E.M. Swift's article on the Rocky Mount (N.C.) Pines, the "worst team in organized ball" (It's Been Some Rocky Year, Sept. 1), brought back memories of the summer of 1958, when I played for one of the losingest teams (39-86-1) in professional baseball—the Aberdeen (S. Dak.) Pheasants of the Class C Northern League. The Pheasants played in snow, tornadoes and stifling heat. They nearly went 0 for May—losing 27 of 28 in one stretch.
In spite of our failures, the fans supported us, and one evening after a particularly valiant loss they took up a collection in the stands and sent us two cases of Grain Belt beer to soothe our ruffled feathers. A local cartoonist acknowledged our plight by creating a character called Philbert the Pheasant for the local daily. We would fight over the paper each night to see what new ways he had found to show the wounds on Philbert's battered body.
The manager, Barney Lutz, who was a real old pro, left us at about the 20-loss mark. The new manager, Billy DeMars, who's the Phillies' third-base coach now, was able to break the streak. Other alumni of that team were Bo Belinsky and Steve Barber; when Bo threw his no-hitter in happier times, it was against Steve.
Before reading your article I had always felt that being fired as a pitcher for the Dublin (Ga.) Orioles by Earl Weaver was the highlight of my baseball career. Now I can proudly say that it was being a member of the '58 Aberdeen Pheasants.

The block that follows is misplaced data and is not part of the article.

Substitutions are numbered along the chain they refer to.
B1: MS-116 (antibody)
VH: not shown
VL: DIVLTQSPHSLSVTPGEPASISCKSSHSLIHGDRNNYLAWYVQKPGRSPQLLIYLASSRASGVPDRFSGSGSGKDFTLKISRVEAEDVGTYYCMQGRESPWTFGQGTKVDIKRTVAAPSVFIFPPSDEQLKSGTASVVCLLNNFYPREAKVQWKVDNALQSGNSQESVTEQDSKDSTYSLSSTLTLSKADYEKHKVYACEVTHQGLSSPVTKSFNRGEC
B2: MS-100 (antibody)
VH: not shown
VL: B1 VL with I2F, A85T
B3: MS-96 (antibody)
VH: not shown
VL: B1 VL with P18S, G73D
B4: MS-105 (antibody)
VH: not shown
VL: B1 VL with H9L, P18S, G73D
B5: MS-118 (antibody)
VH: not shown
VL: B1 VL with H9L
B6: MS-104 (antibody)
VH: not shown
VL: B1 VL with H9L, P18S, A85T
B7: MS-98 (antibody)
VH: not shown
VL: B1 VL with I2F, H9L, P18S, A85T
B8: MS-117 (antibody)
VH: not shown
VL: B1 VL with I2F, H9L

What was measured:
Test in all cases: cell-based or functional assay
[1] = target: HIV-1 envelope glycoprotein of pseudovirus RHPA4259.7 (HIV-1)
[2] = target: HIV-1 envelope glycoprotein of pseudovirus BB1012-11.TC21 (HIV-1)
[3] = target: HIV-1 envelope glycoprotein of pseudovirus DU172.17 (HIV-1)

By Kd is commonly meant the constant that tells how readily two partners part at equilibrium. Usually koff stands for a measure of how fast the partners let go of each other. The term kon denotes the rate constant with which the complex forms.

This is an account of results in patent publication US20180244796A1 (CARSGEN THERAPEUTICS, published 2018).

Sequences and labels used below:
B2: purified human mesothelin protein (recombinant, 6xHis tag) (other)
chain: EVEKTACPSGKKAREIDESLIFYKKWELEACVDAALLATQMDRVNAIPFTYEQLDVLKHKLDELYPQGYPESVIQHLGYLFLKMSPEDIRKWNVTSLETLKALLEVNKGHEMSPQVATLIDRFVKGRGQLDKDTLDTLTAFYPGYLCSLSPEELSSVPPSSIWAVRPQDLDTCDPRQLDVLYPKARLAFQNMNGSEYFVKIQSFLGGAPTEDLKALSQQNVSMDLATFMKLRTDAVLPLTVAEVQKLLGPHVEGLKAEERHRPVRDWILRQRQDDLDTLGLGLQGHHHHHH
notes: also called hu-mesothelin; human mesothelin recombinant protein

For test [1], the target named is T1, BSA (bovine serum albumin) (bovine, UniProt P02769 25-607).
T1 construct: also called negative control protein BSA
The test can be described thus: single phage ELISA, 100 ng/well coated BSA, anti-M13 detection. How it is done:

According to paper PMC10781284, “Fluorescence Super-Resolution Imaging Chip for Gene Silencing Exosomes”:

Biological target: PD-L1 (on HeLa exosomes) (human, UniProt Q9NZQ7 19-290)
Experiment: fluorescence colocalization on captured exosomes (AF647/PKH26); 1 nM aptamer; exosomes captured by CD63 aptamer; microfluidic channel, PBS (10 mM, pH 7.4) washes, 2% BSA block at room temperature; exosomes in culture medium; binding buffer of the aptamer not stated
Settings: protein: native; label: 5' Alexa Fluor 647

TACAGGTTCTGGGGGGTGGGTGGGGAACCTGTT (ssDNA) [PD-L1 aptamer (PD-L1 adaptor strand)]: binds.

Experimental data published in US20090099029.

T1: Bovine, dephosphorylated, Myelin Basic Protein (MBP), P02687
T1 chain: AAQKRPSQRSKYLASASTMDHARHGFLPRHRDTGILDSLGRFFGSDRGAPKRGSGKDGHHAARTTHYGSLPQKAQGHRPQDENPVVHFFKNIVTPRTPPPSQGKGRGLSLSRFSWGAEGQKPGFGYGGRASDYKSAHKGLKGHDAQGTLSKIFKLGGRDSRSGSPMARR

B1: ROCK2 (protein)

ALLIE L. MALAVASE
Congratulations to Bill Colson for a heck of an article on slo-pitch softball (Teams That Go Bump in the Night, Sept. 1). He perfectly described the greatest play in the sport—the home run or bump—as it is performed by the greatest bumping team, Jerry's Caterers.
I'd like to toot my own horn by saying I batted .843 with an Edina, Minn. Classic League slo-pitch team representing Archie's Bunker, a Minneapolis bar. My teammates include ex-NHLer Bill Nyrop, Rick Chartraw of the Canadiens, Ron Zanussi of the North Stars, pro wrestler Steve Olsonoski, former National Leaguer Paul Siebert and Minnesota Gopher stars P.W., Ho, Huffy and John Holme.
Our team has been to the state tournament four out of the last five years. Hats off to Jerry's, but Archie's can bump with the best.
Bill Colson's article unfortunately gives national attention to the worst aspects of "amateur" slo-pitch softball. He glosses over the obvious point, namely that there are two types of softball teams in any community: those composed of friends who get together to compete, using whatever skills they have, and those that recruit all-stars, who have nothing in common with their teammates other than their .600 batting averages and their 40-inch waistlines. The former combine modest athletic ability and considerable camaraderie; the latter provide four home runs per inning (that's "action and drama"?) and friendships that fade when "bump" production slumps.
I'll take true amateur softball any day—no contracts, no free rents, no big-dollar sponsors. I wouldn't go across town to see a bunch of meats play, especially knowing they're getting money for it!
I fail to see the action or drama in watching a procession of 250-pound fatsos lumber around the bases after clobbering a pitch any Little Leaguer could have hit. As to Bill Colson's contention that fast-pitch softball is practically extinct, the thousands of fast-pitch teams across the nation refute that remark. I played 112 games this year, and I know that as long as the better young athletes in our area continue to accept the more challenging game of fast-pitch, we won't become an endangered species.